Once a plaintiff has established a prima facie case, the burden shifts to the defendants who "must demonstrate legitimate reasons for [their] actions, whereupon the plaintiff bears the burden of showing that the defendant[s'] explanations are pretext for the true discriminatory motive." Van Zant, 80 F.3d at 714; see also St. Mary's Honor Ctr. v. Hicks, 509 U.S. 502, 506-7, 125 L. Ed. 2d 407, 113 S. Ct. 2742 (1993). At this stage, Riedinger will prevail so long as her evidence is sufficient to raise a genuine issue of material fact as to whether defendants' proffered reasons are merely pretext for the adverse employment actions. Tomka, 66 F.3d at 1309.
Here, defendants gave Riedinger letters of reprimand for tardiness twice in February 1994, when she had been approximately six minutes late to work. Defendants contend that their motivation for issuing these reprimands was nondiscriminatory, as plaintiff was the only secretary at the Division and was required to be at work on time to open the office. Riedinger, however, asserts that this explanation is pretext, noting that no one had checked on her tardiness before she complained about D'Amicantino and that it had not been the Division's general policy to give letters of reprimand to employees who were only a few minutes late. Braun confirmed in his deposition that memorializing criticisms over tardiness was highly unusual.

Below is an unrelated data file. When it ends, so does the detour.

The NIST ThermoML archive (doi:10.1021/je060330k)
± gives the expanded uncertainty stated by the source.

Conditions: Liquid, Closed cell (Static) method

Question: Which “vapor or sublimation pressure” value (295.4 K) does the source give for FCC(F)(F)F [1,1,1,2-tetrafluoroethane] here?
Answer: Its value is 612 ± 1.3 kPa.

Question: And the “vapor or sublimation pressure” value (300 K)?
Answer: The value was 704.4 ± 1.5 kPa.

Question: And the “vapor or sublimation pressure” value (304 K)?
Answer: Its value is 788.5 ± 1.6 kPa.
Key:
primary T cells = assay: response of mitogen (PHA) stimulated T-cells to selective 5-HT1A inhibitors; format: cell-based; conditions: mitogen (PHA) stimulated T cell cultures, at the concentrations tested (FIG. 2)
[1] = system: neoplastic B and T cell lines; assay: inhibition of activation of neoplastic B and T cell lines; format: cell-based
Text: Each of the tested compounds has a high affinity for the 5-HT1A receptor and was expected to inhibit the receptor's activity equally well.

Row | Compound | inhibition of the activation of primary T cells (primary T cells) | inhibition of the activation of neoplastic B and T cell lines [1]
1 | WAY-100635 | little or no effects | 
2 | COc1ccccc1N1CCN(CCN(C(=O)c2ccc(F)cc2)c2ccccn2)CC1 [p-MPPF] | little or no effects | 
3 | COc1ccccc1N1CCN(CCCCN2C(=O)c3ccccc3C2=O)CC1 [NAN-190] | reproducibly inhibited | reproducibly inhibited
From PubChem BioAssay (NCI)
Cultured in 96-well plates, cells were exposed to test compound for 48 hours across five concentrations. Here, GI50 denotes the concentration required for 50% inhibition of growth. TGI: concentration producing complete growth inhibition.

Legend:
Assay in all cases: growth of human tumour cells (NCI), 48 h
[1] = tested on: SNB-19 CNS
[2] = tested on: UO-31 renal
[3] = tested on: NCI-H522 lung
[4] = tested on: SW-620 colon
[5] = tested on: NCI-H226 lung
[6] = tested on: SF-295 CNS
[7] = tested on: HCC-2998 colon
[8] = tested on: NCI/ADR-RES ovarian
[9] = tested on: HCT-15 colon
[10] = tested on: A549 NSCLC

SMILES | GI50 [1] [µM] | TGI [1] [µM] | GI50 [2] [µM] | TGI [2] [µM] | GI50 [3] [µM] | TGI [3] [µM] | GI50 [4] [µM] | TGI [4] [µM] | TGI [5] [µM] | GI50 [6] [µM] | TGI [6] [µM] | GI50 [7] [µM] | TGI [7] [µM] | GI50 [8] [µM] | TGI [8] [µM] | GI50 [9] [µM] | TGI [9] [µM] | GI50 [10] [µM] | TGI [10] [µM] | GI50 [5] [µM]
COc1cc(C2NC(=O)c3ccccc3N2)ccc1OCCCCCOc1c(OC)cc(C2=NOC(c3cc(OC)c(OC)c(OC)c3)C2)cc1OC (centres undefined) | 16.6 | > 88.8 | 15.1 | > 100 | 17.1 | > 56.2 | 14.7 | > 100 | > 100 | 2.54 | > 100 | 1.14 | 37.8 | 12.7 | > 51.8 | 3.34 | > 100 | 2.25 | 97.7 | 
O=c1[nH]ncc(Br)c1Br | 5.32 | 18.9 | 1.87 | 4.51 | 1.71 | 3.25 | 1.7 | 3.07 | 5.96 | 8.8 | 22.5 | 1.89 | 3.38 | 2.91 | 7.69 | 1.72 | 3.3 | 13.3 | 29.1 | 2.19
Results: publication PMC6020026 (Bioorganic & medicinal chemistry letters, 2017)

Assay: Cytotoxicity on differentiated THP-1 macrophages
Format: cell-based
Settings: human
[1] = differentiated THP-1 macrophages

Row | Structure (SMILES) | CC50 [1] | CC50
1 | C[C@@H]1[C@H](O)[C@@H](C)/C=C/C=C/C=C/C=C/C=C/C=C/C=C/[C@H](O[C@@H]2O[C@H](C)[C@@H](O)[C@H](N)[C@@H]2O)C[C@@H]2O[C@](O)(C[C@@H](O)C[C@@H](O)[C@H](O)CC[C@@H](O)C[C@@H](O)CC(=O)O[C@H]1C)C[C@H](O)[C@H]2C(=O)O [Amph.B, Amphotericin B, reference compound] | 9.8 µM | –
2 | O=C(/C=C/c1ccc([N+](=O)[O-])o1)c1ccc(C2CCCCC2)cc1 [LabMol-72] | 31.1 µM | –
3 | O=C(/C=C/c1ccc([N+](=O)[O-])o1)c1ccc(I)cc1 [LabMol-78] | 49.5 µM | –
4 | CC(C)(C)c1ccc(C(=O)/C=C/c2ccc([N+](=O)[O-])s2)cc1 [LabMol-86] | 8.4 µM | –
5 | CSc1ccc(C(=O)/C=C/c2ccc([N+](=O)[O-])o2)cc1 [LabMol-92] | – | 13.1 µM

I find that defendants' response, at least arguably, creates an issue of material fact as to whether defendant's proffered reasons are pretexual. Accordingly, defendants' motion for summary judgment is denied with respect to plaintiff's Title VII retaliation claim.
FIRST AMENDMENT CLAIMS
Defendants further move for summary judgment with respect to Riedinger's claims that they violated her right to free speech and the right to petition the government. Defendants assert that their actions as public employers did not violate plaintiff's rights under the First Amendment.
For a public employee to establish that her First Amendment rights have been violated, she must show: "(1) that the conduct at issue was protected speech; and (2) that the speech played a substantial part in the employer's adverse employment action." Ezekwo v. NYC Health & Hosps. Corp., 940 F.2d 775, 780 (2d Cir. 1991).